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Operational objectives are short-term or limited goals that are structured to move an organization closer to the realization of its ultimate or long-term goals. Also known as tactical objectives, each operational objective addresses some aspect of the business operation and implements some type of change that improves the position of the company in a direct or indirect manner. It is not unusual for several objectives to be pursued concurrently, with various objectives focusing on the function of different areas of the organization.
The use of operational objectives is important to the overall process of operational planning. By identifying specific tasks that incrementally move the organization closer to its goals, it is easier to measure progress as those tasks are performed. For example, if a sales department has a long-term goal of achieving a specific amount in sales within a three year period, the department may implement tasks that allow the sales team to generate new sales collateral for use with prospective customers. At the same time, other objectives may focus on creating a new database that makes tracking prospects and their progress toward becoming customers with greater ease, and enhancing the way that leads are generated by and for the team. As each of these objectives are identified and implemented, sales are expected to increase and thus move the department closer to that three-year goal.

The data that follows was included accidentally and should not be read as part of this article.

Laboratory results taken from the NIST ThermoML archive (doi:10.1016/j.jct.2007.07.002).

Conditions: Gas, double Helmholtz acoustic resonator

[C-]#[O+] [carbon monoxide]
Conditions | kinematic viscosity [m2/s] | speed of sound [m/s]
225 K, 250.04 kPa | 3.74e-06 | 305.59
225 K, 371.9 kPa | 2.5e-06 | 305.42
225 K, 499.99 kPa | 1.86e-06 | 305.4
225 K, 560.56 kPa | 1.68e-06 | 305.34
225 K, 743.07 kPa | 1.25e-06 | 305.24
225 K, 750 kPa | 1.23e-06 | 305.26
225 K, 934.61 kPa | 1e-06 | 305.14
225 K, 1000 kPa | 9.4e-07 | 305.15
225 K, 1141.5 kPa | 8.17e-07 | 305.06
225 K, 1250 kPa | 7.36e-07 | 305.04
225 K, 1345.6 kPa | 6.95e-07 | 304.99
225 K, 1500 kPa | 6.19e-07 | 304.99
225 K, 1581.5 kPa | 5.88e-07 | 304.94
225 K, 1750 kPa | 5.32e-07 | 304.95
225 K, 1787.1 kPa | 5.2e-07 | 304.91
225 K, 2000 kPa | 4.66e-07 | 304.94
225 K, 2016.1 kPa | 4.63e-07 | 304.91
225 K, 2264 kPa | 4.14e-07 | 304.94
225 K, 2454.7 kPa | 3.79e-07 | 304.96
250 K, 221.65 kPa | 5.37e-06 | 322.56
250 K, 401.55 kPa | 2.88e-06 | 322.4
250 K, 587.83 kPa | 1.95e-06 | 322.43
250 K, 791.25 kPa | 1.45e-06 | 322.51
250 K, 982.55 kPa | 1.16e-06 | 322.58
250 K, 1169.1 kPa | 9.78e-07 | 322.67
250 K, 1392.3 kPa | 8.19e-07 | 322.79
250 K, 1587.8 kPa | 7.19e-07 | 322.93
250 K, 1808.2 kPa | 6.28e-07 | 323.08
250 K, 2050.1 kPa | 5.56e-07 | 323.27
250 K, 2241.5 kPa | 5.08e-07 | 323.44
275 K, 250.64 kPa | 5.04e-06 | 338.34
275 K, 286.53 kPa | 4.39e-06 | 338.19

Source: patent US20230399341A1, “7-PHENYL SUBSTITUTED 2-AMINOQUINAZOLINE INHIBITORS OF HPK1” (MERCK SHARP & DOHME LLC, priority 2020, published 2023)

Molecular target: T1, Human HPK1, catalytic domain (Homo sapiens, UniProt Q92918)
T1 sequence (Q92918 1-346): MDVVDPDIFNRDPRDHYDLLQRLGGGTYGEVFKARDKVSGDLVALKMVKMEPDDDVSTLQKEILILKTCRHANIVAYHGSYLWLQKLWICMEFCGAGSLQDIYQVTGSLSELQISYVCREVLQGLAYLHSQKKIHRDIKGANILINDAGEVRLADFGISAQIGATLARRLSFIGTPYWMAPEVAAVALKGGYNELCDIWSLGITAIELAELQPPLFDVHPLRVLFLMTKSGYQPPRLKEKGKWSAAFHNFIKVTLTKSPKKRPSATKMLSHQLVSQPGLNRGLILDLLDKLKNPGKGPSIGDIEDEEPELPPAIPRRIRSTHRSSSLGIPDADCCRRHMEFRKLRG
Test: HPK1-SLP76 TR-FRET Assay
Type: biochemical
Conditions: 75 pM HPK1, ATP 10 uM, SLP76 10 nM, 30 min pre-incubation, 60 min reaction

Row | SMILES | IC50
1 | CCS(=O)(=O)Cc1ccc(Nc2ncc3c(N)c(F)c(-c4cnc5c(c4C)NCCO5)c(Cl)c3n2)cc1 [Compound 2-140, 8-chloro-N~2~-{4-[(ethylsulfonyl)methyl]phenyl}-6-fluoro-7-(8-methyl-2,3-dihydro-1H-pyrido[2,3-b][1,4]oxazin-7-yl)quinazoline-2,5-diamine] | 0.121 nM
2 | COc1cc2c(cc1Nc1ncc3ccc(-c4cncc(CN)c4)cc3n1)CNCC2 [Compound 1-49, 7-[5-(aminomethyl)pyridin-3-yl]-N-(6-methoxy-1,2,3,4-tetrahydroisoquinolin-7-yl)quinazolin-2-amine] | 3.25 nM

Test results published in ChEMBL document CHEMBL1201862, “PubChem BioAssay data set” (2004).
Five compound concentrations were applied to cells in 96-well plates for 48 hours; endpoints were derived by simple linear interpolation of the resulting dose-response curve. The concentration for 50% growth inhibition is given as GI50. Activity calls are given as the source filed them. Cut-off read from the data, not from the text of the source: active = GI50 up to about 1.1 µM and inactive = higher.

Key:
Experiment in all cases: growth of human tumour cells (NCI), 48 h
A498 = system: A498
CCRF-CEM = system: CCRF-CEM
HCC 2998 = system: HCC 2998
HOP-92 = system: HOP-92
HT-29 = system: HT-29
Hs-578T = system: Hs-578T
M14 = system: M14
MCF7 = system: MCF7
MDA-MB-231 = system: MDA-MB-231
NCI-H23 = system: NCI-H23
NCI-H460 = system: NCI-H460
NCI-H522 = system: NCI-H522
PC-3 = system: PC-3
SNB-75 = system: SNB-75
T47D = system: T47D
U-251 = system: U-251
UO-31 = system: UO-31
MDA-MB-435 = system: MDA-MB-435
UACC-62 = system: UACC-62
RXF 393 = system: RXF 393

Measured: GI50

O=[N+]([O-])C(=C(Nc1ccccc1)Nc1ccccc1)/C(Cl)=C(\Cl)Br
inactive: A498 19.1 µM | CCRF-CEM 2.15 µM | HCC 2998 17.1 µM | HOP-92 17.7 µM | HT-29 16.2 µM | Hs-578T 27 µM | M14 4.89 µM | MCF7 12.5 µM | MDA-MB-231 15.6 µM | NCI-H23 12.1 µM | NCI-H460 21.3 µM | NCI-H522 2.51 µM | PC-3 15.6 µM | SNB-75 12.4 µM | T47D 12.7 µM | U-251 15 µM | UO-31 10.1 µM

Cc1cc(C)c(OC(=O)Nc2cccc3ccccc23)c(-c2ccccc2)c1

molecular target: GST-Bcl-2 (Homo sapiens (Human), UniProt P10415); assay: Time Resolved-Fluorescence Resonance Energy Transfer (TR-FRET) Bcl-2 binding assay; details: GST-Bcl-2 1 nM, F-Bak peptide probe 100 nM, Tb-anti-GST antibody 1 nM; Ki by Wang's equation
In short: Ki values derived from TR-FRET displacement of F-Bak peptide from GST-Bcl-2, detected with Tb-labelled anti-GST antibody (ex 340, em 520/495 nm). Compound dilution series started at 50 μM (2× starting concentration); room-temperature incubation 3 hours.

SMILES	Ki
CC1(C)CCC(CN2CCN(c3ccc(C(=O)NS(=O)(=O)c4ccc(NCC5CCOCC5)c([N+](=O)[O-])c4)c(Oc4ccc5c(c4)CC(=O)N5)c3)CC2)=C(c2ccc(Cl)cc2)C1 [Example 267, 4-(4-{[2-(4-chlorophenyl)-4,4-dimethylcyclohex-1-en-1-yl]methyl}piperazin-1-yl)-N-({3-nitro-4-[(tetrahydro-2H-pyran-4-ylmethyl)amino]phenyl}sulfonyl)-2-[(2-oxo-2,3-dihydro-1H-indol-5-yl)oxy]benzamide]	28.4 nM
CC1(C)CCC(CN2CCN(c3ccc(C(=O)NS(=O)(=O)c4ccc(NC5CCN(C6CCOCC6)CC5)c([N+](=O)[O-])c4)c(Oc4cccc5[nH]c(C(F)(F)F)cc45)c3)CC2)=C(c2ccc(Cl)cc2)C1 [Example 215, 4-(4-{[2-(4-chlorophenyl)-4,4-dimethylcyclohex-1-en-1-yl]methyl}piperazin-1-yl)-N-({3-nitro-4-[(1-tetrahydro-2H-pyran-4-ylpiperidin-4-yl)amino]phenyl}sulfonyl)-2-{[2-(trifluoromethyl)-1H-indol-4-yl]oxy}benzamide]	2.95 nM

It is important to note that operational objectives are generally easy to adapt if unforeseen circumstances arise. Should a shift in the demand for the goods and services offered by the company change, these short-term objectives can be re-evaluated, altered, or even replaced if necessary. This approach makes the process of staying on track to reach long-term goals more adaptable, and thus less likely to be derailed when circumstances outside the control of the entity arise.
Organizations of any size or type can benefit from the use of operational objectives. Small businesses can use the process to refine their policies and procedures in a way that positions the company for attracting new customers, or expanding their facilities. Larger businesses can make use of operational objectives to set goals and establish procedures in each of its locations that ultimately move the entire organization toward higher annual earnings. Even non-profit organizations can make use of them to increase the efficiency of how it uses donations to provide services to those sectors of the community that it is dedicated to serve.
Operational objectives seem like they should be part of every business's plan. It makes little sense to have long-term goals without an idea of how to reach them and what to do if something changes during the process.
I think they can be especially useful in non-profits, like the World Wildlife Fund, which could use operational objectives to address some of its campaigns - which also allows for changing the plan should a government change regulations which effect the campaign.
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